The evolution of the understanding of the lung / alveolus in the last 30 years.
Old textbooks (circa 1970s) mostly offer hand drawings.
Since then, we have an improving understanding that has gone
from a view at the level of the microscope to the electron microscope
to the scanning electron microscope.
What is missing in the literature is giving the clinicians at bedside a
good understanding of the physics and physiology of the lung and the alveolus.
I’ll give one example :
One of the major functions of the lung is an endocrine function : that of
converting Angiotensinogen to Angiotensin.
The lung is the primary place where ACE (angiotensinogen converting enzyme is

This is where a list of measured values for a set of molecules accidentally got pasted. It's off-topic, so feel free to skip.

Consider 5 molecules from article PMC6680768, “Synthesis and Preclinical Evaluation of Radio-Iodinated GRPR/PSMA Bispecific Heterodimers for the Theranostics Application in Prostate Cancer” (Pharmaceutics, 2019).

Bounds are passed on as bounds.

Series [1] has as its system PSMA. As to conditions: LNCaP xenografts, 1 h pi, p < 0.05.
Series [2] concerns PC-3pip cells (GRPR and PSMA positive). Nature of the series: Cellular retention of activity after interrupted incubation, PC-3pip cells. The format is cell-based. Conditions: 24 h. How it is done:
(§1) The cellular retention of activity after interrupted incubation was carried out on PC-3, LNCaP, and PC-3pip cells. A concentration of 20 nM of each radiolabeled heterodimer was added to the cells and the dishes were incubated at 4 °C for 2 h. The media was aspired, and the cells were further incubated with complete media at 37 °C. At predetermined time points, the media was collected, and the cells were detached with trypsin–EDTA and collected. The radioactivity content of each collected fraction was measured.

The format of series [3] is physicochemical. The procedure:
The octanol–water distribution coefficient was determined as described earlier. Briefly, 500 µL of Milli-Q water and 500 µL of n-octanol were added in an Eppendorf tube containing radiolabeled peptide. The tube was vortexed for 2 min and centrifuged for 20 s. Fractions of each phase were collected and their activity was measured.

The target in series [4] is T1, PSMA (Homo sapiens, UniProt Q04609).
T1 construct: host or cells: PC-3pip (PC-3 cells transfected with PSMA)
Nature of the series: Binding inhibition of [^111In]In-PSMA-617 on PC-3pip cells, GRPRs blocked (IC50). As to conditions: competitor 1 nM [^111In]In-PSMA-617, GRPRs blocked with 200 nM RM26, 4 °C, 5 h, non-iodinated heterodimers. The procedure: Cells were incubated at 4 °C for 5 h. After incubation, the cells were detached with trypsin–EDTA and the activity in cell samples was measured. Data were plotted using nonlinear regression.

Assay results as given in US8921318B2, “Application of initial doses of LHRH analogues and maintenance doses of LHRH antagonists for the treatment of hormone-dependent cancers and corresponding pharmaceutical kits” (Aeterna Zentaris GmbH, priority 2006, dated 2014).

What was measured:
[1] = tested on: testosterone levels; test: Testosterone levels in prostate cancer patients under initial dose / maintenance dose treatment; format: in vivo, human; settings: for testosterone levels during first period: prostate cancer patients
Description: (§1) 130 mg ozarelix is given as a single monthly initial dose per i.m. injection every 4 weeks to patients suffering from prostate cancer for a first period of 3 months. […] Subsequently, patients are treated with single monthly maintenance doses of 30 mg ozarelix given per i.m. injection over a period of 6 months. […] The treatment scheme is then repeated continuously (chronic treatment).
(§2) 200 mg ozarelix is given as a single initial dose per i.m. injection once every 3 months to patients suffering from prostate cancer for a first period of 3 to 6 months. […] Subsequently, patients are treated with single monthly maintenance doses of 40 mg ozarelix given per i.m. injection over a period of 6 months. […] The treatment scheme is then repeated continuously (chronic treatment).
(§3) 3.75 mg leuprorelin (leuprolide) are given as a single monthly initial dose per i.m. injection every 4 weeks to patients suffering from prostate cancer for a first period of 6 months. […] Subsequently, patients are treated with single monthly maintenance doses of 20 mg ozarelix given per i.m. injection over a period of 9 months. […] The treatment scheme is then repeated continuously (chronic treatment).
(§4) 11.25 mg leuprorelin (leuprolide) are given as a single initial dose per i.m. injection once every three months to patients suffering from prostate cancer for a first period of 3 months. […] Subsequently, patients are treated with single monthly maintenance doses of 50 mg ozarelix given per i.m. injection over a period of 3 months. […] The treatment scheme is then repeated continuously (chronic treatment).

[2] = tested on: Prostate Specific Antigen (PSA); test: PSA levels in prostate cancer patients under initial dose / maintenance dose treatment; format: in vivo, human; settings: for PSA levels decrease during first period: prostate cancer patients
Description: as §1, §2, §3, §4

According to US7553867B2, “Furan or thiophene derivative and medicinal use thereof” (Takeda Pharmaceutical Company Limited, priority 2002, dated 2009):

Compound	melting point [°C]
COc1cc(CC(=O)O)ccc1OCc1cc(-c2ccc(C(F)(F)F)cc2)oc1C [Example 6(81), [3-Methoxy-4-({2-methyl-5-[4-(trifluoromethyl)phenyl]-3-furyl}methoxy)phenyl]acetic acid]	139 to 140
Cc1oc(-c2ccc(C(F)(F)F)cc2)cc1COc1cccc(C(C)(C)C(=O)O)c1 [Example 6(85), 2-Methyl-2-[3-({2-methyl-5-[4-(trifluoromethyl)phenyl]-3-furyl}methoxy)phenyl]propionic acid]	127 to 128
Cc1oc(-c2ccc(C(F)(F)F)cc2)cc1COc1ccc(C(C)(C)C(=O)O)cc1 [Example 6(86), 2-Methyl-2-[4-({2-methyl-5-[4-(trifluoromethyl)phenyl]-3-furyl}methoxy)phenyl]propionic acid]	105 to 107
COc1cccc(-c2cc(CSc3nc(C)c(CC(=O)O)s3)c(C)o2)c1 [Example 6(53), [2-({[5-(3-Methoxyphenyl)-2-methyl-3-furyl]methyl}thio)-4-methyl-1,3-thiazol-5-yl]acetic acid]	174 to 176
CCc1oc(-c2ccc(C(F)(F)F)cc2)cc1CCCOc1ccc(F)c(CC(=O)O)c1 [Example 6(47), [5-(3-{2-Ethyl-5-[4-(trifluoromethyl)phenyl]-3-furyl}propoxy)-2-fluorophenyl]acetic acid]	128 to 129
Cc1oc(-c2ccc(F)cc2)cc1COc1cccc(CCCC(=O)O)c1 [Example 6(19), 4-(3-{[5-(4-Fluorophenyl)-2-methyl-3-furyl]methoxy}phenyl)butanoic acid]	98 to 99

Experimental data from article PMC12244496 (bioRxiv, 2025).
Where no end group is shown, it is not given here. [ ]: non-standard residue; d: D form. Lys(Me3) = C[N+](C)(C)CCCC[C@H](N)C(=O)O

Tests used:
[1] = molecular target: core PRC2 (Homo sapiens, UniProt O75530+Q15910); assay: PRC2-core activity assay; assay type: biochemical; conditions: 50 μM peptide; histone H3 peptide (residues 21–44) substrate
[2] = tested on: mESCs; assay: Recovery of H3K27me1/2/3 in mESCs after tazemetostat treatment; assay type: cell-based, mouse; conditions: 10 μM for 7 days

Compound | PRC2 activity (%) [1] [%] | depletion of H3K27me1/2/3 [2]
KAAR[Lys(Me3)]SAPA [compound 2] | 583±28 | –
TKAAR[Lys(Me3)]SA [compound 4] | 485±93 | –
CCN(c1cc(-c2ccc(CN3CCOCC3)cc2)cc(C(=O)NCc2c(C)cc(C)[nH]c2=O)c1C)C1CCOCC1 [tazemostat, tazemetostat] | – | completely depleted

located. The kidney is the secondary place where ACE is found.
What happens to this pulmonary feature of conversion via enzymatic process in the
lung when the lung is significantly atelectatic or the lung is in serious crisis during
a pulmonary edematous event?
Angiotensin is the endogenous hormone that keeps vasculature constricted as the
body deems necessary.
Is it that we as a medical society do not know?
Is it that we do not understand this mechanism of action?
Is it that we have never entertained this notion?